Grandaddy

What I know about Daniel Webster Wells.

I never met my paternal great-grandfather. I only know him through stories. His name was Daniel Webster Wells.

I think it took him a long time to settle from the way Pop remembers it. Pop used to point out the places he had lived as a boy whenever we passed them while delivering a load of hay. Most of the time the houses were long gone and there was only an overgrown empty plot of land.

Granddaddy was a fisherman. Not in the modern professional catch and release way, but a genuine pre-catfish-farm commercial fisherman. He had an old row boat on the Coosa River where he would run trot lines. He would fry the fish in an old cast-iron wash tub. I think Pop still has the tub in a barn somewhere. You can see the notches that Pop, Dad, and Zach ceremoniously filed into the edge, each representing a generation of Wells men.

Granddaddy ran trot-lines on the Coosa River. This 30 lb Catfish was caught in a slough below Childersburg.

Granddaddy used to cup his hand and skim the boiling water out of the tub they used to scald the hogs. If you could stand to do it three times but not four it was ready. The water would take the hair clean off the skin of the hog. Any hotter and the hair would draw up, causing you to have to skin the hog and waste a lot of lard.

Granddaddy was also a sharecropper. Pop had to quit school in order to help make the crop one year. He never went back.

“He used to sprinkle flour on honey bees and follow them to the hive to harvest honey.” Dad told me.

He had worked in a foundry and he could solder the old way, with a big soldering iron that you put directly into the fire. He could fix skillets and make knives. He might have even made a moonshine still. Or was that Granddaddy Brasher? Either way, they both drank it. I think that’s how Nonna & Pop met.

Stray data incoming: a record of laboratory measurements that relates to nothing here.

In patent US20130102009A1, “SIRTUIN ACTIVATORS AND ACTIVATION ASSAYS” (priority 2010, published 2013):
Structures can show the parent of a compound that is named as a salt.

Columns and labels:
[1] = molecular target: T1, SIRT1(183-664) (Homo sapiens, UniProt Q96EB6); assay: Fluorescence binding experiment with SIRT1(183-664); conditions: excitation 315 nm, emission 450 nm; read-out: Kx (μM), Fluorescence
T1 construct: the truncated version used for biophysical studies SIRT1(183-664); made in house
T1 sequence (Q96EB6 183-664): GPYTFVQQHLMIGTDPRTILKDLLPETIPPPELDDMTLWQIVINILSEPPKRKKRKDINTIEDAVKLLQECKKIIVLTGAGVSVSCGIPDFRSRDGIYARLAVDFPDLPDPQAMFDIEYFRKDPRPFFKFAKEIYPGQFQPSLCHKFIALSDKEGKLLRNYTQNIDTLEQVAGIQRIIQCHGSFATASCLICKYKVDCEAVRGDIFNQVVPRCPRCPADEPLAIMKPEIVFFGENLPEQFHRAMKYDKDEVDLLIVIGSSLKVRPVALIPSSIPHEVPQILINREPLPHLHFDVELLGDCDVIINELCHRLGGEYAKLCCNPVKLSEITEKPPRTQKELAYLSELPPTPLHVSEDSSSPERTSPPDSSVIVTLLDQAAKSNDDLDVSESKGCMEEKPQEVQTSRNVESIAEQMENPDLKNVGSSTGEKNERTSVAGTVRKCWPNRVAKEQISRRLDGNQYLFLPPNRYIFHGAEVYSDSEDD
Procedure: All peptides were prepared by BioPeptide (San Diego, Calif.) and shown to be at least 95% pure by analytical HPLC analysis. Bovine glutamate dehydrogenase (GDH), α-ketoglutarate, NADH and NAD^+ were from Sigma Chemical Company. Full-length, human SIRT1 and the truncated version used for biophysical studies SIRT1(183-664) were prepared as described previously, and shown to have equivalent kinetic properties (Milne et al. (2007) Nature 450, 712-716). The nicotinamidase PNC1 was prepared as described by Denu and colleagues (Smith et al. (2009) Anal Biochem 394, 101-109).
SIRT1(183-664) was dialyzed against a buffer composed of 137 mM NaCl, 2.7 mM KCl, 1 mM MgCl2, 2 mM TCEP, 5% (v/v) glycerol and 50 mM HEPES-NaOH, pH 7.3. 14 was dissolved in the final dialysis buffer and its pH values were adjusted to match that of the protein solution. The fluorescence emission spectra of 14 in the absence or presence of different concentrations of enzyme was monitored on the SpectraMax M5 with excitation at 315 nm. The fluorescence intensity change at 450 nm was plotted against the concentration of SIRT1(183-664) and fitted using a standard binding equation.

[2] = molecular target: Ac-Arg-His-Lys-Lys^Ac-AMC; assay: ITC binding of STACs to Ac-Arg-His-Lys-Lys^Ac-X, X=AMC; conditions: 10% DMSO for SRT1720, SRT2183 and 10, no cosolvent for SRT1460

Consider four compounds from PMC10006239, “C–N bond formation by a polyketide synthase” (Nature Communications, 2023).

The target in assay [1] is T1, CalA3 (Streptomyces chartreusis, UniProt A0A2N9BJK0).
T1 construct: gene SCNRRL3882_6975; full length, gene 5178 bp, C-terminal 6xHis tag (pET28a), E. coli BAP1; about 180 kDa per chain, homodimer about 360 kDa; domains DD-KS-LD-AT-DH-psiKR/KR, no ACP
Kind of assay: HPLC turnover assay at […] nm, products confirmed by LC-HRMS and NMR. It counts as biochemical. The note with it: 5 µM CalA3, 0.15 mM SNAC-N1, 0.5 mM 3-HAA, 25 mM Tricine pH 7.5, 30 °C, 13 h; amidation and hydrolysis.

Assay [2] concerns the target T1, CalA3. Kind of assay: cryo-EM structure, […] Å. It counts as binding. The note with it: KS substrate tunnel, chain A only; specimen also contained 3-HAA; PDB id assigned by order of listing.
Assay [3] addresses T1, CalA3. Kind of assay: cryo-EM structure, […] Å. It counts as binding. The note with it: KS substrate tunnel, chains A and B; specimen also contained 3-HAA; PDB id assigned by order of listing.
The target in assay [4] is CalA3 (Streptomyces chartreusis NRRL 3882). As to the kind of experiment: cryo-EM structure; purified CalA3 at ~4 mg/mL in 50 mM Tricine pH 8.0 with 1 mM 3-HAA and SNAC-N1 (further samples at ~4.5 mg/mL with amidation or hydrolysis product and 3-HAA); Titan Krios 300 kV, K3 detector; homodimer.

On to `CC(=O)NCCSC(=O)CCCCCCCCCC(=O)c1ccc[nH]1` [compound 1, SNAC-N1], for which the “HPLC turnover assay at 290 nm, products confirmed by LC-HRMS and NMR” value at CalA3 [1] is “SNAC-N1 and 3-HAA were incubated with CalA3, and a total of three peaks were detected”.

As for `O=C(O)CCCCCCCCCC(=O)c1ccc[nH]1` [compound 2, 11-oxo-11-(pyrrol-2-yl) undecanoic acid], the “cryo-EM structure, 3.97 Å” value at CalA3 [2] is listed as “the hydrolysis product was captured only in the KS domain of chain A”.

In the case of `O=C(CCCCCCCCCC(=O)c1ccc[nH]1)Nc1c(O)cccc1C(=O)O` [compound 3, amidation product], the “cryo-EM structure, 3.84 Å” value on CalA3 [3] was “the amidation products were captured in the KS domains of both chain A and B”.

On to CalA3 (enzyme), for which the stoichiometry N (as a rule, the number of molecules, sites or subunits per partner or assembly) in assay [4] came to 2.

“He would set in front of the fireplace in a rocking chair and whittle hammer handles and such with a pocket knife during the winter time. He’d let us throw the shavings into the fire. They would crackle and burst into bright flames.” Dad once told me.

Some of the fishing lures that Granddaddy probably whittled around the fire.
Zach thinks this was the pattern that Granddaddy used to carve the other two plugs pictured above.

Granddaddy developed lung cancer toward the end of his life. Possibly from smoking, I don’t know. No matter how, cancer is such a cruel disease.

My Uncle Jason was just a little fellow when Granddaddy got sick. He was too sick to even pick the child up.

“Jason would stand between his legs with his elbows propped up on granddaddy’s knees for an hour at a time.” Nonna told me.

I asked Pop when Granddaddy died.

“I try not to remember the days people died.” He said.

I like the idea of only recalling the good times we had with people, but that is not how life really is. Life is often more about struggles and hard times than it is the barbecues and good times. A big part of life is preparing to die.

Granddaddy died the day before Uncle Jason’s third birthday. Nonna prayed that it wouldn’t be on his birthday.

I missed meeting Granddaddy by almost a generation. I used to love to listen to my Dad tell stories about him. It seems like he had a good sense of humor. I always thought my Dad was going to live to be a lot older than he did. I didn’t realize until he was gone that I still had a whole lot of questions for him. About Granddaddy. About gardening. About life.

I have a feeling that in the distant future one of my posterity will want to know about Daniel Webster Wells. And somehow they will arrive at this article, which is all-together too short. I’m sorry, this is about all I know about Granddaddy Wells. But maybe, hopefully, you can find out more in the comments.

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